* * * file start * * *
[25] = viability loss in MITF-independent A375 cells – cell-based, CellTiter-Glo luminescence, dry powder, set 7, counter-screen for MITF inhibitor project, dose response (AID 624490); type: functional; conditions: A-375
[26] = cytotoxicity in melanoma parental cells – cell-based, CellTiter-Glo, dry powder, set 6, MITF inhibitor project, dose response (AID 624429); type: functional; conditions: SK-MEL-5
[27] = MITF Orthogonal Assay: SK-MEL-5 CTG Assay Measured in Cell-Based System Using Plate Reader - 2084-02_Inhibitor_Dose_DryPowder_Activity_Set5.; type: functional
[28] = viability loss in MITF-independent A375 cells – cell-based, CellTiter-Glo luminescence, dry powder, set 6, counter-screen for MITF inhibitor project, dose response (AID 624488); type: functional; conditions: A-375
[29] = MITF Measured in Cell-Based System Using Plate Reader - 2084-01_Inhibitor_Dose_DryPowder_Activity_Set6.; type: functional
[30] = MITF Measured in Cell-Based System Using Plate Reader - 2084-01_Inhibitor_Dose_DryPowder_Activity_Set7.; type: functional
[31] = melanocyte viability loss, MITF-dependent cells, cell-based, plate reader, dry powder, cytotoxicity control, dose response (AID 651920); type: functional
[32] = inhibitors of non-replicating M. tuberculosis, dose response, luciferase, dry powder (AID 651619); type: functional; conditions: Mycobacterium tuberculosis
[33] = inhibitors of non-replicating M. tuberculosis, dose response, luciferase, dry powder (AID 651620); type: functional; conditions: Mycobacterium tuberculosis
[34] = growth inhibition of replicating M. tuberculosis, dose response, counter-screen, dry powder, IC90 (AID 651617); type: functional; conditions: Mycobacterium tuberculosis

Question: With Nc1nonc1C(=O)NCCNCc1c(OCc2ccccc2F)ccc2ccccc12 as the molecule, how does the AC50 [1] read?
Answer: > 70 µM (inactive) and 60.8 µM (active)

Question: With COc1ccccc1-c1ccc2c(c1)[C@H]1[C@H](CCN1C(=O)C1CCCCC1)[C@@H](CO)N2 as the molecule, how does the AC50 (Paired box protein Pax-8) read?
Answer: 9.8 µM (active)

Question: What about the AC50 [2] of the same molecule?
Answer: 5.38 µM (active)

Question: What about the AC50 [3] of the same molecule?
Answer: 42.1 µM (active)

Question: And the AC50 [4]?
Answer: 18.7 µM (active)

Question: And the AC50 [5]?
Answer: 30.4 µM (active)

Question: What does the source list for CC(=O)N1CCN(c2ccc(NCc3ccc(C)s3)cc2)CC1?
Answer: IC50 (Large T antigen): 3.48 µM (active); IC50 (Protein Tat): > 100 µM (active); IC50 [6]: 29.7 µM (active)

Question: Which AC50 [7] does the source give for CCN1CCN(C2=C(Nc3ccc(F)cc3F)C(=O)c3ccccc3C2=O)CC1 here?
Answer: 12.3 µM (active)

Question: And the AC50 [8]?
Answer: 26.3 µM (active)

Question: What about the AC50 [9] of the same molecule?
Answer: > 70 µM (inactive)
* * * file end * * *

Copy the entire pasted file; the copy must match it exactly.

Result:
[25] = viability loss in MITF-independent A375 cells – cell-based, CellTiter-Glo luminescence, dry powder, set 7, counter-screen for MITF inhibitor project, dose response (AID 624490); type: functional; conditions: A-375
[26] = cytotoxicity in melanoma parental cells – cell-based, CellTiter-Glo, dry powder, set 6, MITF inhibitor project, dose response (AID 624429); type: functional; conditions: SK-MEL-5
[27] = MITF Orthogonal Assay: SK-MEL-5 CTG Assay Measured in Cell-Based System Using Plate Reader - 2084-02_Inhibitor_Dose_DryPowder_Activity_Set5.; type: functional
[28] = viability loss in MITF-independent A375 cells – cell-based, CellTiter-Glo luminescence, dry powder, set 6, counter-screen for MITF inhibitor project, dose response (AID 624488); type: functional; conditions: A-375
[29] = MITF Measured in Cell-Based System Using Plate Reader - 2084-01_Inhibitor_Dose_DryPowder_Activity_Set6.; type: functional
[30] = MITF Measured in Cell-Based System Using Plate Reader - 2084-01_Inhibitor_Dose_DryPowder_Activity_Set7.; type: functional
[31] = melanocyte viability loss, MITF-dependent cells, cell-based, plate reader, dry powder, cytotoxicity control, dose response (AID 651920); type: functional
[32] = inhibitors of non-replicating M. tuberculosis, dose response, luciferase, dry powder (AID 651619); type: functional; conditions: Mycobacterium tuberculosis
[33] = inhibitors of non-replicating M. tuberculosis, dose response, luciferase, dry powder (AID 651620); type: functional; conditions: Mycobacterium tuberculosis
[34] = growth inhibition of replicating M. tuberculosis, dose response, counter-screen, dry powder, IC90 (AID 651617); type: functional; conditions: Mycobacterium tuberculosis

Question: With Nc1nonc1C(=O)NCCNCc1c(OCc2ccccc2F)ccc2ccccc12 as the molecule, how does the AC50 [1] read?
Answer: > 70 µM (inactive) and 60.8 µM (active)

Question: With COc1ccccc1-c1ccc2c(c1)[C@H]1[C@H](CCN1C(=O)C1CCCCC1)[C@@H](CO)N2 as the molecule, how does the AC50 (Paired box protein Pax-8) read?
Answer: 9.8 µM (active)

Question: What about the AC50 [2] of the same molecule?
Answer: 5.38 µM (active)

Question: What about the AC50 [3] of the same molecule?
Answer: 42.1 µM (active)

Question: And the AC50 [4]?
Answer: 18.7 µM (active)

Question: And the AC50 [5]?
Answer: 30.4 µM (active)

Question: What does the source list for CC(=O)N1CCN(c2ccc(NCc3ccc(C)s3)cc2)CC1?
Answer: IC50 (Large T antigen): 3.48 µM (active); IC50 (Protein Tat): > 100 µM (active); IC50 [6]: 29.7 µM (active)

Question: Which AC50 [7] does the source give for CCN1CCN(C2=C(Nc3ccc(F)cc3F)C(=O)c3ccccc3C2=O)CC1 here?
Answer: 12.3 µM (active)

Question: And the AC50 [8]?
Answer: 26.3 µM (active)

Question: What about the AC50 [9] of the same molecule?
Answer: > 70 µM (inactive)